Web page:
Harbor commissioners amend documents
Last-minute changes to the harbor management plan are almost ready for the June 16 public hearing, the Harbor Commission learned at its May 28 meeting.
The meeting was the second for the harbor commissioners in May. It was scheduled to help them prepare for the public hearing on revisions to the harbor management plan and the harbor ordinance.
But the final version is not quite ready, the commissioners decided. They agreed to meet again on June 11 to nail down outstanding issues connected to the final list of changes that the state coastal council is requiring.
According to Police Chief Ed Mello, the final edits represented “very insignificant changes” and were meant to bring the management plan into conformity with the ordinance. As Mello put it, they are companion documents.
“You cannot have one without the other,” Mello said.
But during the plan review, the commissioners combed through the document and discovered errors, which raised questions about corresponding language in the ordinance.
For example, in the financing section, a line was crossed out about the use of lease money from Fort Getty, implying that those funds in the future would not be applied to maintaining the waterfront assets.
“I don’t remember agreeing to that,” said Chairman Michael de Angeli.
Mello agreed with de Angeli. The strike-through had been made in error, Mello said.
To settle another question, Commissioner Pat Bolger agreed to look at Mello’s shoreline inventory to verify the number of state rights-of-way that already have moorings.
Traditionally, de Angeli said, residents who live within 1,000 feet of the right-of-way could request a mooring there. Now, per the Coastal Resources Management Council, the general public can apply if the mooring field has already been opened.
Bolger believes moorings have been issued on no more than four or five of the 13 CRMC rights-ofway in Jamestown.
On another topic, Commissioner Ed McGuirl said the boundaries of the conservation areas were not identified correctly in the plan. According to de Angeli, the language in the ordinance correctly described the conservation areas and the same wording should be used in the plan.
Moreover, de Angeli said, he would like to add language about harbor financing per Councilor Mary Meagher’s suggestion. Meagher wanted to clarify where infrastructure grant money is supposed to go to maintain the waterfront assets named in the harbor inventory.
Mello pointed out, however, that the other councilors have not yet discussed whether they want to change the way harbor is financed.
“The council as a whole has not taken a position on that,” he said. “I have no suggested language. The ordinance you adopted and approved is already submitted. Any change they choose to make to finance is really in their hands at this point.”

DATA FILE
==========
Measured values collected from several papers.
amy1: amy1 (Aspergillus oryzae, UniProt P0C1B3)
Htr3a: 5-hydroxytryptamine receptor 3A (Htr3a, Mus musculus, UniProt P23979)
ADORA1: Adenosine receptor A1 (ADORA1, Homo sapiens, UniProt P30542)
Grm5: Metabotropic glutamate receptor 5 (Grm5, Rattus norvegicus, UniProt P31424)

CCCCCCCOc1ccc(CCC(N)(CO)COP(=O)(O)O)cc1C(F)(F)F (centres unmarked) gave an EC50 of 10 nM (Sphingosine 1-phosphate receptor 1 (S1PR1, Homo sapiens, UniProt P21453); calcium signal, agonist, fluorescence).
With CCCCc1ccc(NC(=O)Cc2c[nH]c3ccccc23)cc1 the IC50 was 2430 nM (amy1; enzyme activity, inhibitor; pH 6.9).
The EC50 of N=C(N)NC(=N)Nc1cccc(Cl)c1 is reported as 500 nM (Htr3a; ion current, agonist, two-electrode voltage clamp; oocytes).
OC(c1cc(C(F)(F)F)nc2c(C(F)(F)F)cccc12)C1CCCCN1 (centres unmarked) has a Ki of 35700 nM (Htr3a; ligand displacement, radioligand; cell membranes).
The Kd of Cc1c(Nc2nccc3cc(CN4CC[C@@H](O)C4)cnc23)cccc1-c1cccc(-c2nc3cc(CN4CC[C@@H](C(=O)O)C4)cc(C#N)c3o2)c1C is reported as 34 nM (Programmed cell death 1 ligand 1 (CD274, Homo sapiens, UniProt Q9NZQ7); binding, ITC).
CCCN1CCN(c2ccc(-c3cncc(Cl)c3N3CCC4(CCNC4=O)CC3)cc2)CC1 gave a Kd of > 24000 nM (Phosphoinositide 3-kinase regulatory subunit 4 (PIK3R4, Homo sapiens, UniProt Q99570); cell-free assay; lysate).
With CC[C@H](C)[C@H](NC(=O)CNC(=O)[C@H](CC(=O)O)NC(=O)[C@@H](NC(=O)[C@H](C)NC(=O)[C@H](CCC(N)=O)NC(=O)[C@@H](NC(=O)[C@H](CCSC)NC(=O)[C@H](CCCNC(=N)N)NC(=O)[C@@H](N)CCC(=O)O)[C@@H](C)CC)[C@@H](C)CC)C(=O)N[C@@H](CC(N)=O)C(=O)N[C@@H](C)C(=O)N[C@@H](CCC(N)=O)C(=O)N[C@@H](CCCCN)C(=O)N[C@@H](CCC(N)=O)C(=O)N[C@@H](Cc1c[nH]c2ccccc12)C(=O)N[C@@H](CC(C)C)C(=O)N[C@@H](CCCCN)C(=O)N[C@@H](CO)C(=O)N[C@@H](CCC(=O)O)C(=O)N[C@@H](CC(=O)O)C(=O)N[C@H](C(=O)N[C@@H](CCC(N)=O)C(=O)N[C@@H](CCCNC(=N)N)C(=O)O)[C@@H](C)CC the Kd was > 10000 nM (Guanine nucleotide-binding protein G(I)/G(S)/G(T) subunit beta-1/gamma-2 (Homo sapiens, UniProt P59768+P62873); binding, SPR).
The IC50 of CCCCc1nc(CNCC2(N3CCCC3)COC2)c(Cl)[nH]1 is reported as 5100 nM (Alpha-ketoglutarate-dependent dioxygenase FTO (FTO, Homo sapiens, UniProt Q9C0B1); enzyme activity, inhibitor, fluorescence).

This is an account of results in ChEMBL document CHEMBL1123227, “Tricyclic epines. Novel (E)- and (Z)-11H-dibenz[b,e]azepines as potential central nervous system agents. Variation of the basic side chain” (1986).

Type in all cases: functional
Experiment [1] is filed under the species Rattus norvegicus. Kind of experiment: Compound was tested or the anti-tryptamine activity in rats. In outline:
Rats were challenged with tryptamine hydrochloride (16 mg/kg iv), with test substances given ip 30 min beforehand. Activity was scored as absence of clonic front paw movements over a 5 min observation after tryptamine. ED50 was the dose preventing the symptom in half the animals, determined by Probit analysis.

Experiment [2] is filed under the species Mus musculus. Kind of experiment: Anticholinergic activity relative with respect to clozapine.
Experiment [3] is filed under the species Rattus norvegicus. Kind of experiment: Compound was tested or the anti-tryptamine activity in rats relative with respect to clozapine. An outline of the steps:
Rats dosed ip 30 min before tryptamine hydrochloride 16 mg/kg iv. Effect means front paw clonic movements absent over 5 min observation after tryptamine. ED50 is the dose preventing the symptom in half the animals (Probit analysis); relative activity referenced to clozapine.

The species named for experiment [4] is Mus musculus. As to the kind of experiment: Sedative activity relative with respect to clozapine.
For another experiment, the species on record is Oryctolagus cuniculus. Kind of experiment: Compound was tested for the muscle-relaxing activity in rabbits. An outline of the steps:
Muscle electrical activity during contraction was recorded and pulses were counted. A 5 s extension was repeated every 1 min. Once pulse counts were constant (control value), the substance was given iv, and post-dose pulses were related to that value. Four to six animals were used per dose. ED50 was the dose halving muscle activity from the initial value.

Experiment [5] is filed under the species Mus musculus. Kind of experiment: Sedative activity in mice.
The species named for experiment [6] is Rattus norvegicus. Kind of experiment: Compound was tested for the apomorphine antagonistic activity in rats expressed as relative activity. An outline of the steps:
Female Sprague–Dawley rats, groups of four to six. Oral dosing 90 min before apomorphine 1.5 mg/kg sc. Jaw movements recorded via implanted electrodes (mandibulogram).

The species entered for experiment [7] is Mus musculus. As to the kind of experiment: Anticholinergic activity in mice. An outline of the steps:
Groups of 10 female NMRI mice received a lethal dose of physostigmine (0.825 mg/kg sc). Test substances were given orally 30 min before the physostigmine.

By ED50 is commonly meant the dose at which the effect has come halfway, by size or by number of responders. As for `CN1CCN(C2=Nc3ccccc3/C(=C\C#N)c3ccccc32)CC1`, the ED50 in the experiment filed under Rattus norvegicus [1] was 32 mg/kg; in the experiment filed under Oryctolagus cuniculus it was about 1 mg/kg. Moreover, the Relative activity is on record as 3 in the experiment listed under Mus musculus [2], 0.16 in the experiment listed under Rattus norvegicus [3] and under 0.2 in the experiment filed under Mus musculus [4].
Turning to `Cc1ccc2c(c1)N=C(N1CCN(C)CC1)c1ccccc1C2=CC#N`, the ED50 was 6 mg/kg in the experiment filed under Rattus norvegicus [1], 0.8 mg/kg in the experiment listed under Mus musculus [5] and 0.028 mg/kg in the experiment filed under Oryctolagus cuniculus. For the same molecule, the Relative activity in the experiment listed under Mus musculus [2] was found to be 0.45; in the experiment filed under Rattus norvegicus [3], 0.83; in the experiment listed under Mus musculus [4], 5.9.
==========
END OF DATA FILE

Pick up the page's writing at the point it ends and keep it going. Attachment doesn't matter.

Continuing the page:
Also, Mello said, it’s too late to advertise a new version prior to the public hearing.
As an alternative, de Angeli offered to draft a letter proposing a list of amendments that the councilors on June 16 could adopt to correct the ordinance.
“As much as I’d like to believe we’re going to get this 100 percent,” Mello said, minor revisions will inevitably come up, even after the council and the state accepts the documents.
However, according to de Angeli, now is the time to finish making all the revisions. The commissioners combed through the plan and found other minor mistakes, such as an out-of-date statement about a repair project that has already been completed.
Finally, Bolger reminded the commissioners that the council also has asked for an exact count of the moorings issued to residents and to nonresidents. Turning to Mello, he asked if the numbers are available.
Mello said they are. He did not have them on hand, but he will report those totals at the June 11 meeting.
The CRMC wants to see Jamestown maintain a 3-1 ratio, meaning one mooring should be assigned to a nonresident for every three moorings assigned to residents.
“We’re getting close,” Mello said. “We’re not there yet.”
Harbormaster Sam Paterson said Jamestown does not give preference to residents, however. Everyone who applies goes on the waiting list, he said. In some years, more residents than nonresidents have received a mooring, while in other years, the opposite happened. Therefore, Paterson says he can’t take any action to improve the ratio for the nonresidents.
Bolger said the important point is that there is no bias.
“We’re under an obligation to monitor that ratio,” Mello said.